What the Supreme Court Demand Response Decision Means for MISO

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If you are plugged into the energy world, you’ve heard by now about the U.S. Supreme Court’s ruling on FERC Order 745, which concludes that the Federal Energy Regulatory Commission (FERC) has the jurisdictional authority to regulate the participation of demand response (DR) resources in wholesale energy markets.

The upholding of FERC Order 745 firmly asserts that DR resources can participate in wholesale energy markets and get compensated on an equal footing with traditional generators.

In other words, a reduction in demand is as valuable to the grid as an increase in supply.

Pinpointing the significance of this ruling is no simple task; it depends on who you ask. The U.S. Energy Information Administration says the SCOTUS ruling is “expected to result in faster growth in demand response in the wholesale electricity markets.”1 However, the regulatory structures governing DR deployment vary widely across wholesale markets. Thus, the Supreme Court’s ruling will likely have a heterogeneous effect across independent system operators (ISOs)/regional transmission operators (RTOs), including the Midcontinent Independent System Operator (MISO). As the Great Plains Institute has worked to increase the utilization of DR in the Midwest since 2013, we look now at the future of DR in MISO in the context of the SCOTUS ruling and try to understand what its implications may be.

So, will this actually change anything in MISO?

The simple answer is: Not really. In the near term, the ruling provides some certainty around how participation of DR programs in wholesale markets will be regulated and compensated. Accordingly, MISO will continue to investigate, design, and implement market reforms to comply with FERC Order 745. However, the current open issues surrounding minimum capacity thresholds and aggregation, which prevent DR from fully participating in MISO’s Energy and Operating Reserve markets, will likely remain relatively low priorities in MISO’s stakeholder process.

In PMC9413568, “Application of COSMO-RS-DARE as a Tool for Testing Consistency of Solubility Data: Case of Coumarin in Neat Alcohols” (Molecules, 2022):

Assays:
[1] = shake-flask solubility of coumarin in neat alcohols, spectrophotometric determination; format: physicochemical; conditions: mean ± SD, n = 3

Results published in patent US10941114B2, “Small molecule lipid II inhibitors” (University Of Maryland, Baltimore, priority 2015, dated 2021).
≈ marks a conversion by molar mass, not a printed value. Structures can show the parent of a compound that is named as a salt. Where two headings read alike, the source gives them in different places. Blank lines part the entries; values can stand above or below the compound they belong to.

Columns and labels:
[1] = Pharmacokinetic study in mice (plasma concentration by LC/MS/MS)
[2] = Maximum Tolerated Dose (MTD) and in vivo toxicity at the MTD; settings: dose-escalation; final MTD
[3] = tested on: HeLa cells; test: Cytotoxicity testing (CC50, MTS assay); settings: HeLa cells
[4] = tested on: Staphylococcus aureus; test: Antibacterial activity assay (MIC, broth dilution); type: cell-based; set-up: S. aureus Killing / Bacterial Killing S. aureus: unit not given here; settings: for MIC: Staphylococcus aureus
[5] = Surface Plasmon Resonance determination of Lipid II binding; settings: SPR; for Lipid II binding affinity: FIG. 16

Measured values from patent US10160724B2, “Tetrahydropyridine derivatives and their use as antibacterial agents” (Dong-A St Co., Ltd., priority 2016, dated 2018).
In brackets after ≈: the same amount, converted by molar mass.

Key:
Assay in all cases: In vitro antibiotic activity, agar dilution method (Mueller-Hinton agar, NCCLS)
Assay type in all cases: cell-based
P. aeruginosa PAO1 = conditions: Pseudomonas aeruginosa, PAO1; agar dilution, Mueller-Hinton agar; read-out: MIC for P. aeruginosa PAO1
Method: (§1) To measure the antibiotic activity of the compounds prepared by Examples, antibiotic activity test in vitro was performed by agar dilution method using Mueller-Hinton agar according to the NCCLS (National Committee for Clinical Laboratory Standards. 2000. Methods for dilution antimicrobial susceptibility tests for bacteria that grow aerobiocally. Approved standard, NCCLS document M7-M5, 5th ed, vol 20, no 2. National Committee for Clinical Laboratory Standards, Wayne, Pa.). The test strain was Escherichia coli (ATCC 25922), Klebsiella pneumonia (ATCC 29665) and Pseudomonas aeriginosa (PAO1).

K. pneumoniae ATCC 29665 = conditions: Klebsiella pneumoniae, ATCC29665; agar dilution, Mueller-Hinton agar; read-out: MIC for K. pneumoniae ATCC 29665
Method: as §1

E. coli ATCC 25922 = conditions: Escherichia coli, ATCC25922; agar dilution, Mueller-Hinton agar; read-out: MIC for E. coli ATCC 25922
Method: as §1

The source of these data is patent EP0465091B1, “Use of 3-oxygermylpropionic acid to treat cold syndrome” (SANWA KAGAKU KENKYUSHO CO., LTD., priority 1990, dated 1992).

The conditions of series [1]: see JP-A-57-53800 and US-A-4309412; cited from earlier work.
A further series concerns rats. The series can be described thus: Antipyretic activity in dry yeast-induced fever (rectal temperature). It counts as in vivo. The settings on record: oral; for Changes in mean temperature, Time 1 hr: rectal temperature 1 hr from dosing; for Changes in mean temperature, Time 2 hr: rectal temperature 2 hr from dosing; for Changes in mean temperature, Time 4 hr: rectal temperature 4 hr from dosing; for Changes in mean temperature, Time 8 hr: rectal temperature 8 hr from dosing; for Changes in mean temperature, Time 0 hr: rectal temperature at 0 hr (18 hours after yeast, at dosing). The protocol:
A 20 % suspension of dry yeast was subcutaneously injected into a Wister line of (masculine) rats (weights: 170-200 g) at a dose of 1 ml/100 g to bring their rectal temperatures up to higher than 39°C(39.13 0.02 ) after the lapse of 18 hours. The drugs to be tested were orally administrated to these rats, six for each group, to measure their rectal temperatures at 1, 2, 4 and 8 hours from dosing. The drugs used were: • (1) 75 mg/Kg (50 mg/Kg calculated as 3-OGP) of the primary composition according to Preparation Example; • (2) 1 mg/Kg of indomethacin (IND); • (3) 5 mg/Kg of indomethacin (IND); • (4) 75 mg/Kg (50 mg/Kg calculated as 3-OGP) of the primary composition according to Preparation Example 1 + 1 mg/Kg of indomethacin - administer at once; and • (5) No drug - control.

There is a chance that the SCOTUS ruling could generate more interest from market participants to enter their DR programs into MISO’s markets knowing that the revenue stream is secure, which could in turn generate interest in reforming MISO’s markets further.

Still, DR programs in MISO’s territory are primarily governed by state PUCs who may restrict market participation if they do not see a benefit for their ratepayers. 

For example, Minnesota’s PUC may not want to allow Xcel Energy to bid a DR program into MISO’s market to relieve congestion on transmission lines for electricity delivery to customers in Michigan. In this hypothetical, the cost falls squarely on Minnesota ratepayers and the benefits flow to Michigan consumers.

Furthermore, MISO dispatches the majority of its DR only during emergency events, underutilizing DR resources, which suppresses the economic opportunity of market participation for DR program operators. Approximately 90% of MISO’s current DR capacity is registered as a Load Modifying Resource (LMR).2 LMRs are only available to be dispatched when MISO declares an emergency event, which it has not done since the North American Electric Reliability Council (NERC) began keeping records of such events in 2007. Restrictive dispatch rules for LMRs and restrictive registration requirements for other DR products (such as minimum MW size thresholds) limit the market opportunity for DR programs in MISO’s footprint.

A Reason for Optimism?

Broadly speaking, the ruling could create a foundation for the integration of a variety of distributed energy resources (DERs) into wholesale markets across the country. The Supreme Court’s justification for this ruling was that DR programs, which are a local level resource, impact wholesale energy prices in interstate markets. This interpretation sets the precedent that FERC can regulate resources which impact wholesale energy prices, regardless of their physical location. This precedent could have a future impact on how other distributed energy resources (DERs) such as distributed generation and energy storage resources can participate in wholesale energy markets.

For now, the immediate impact of the Supreme Court’s ruling will be much more pronounced in deregulated regions of the country. In deregulated states, where capacity markets truly drive investment, DR got a big win. In MISO, we will have to wait and see how utility and state interest in DR develops.

 

Learn more with our blog series on demand response here:

1. New Fact Sheet Series on Demand Reponse

2. The Environmental Benefits of Demand Response

3. Demand Response in a Resource Constrained World

4. Difference in Demand Response Markets

5. Map of Potential Demand Response in the U.S.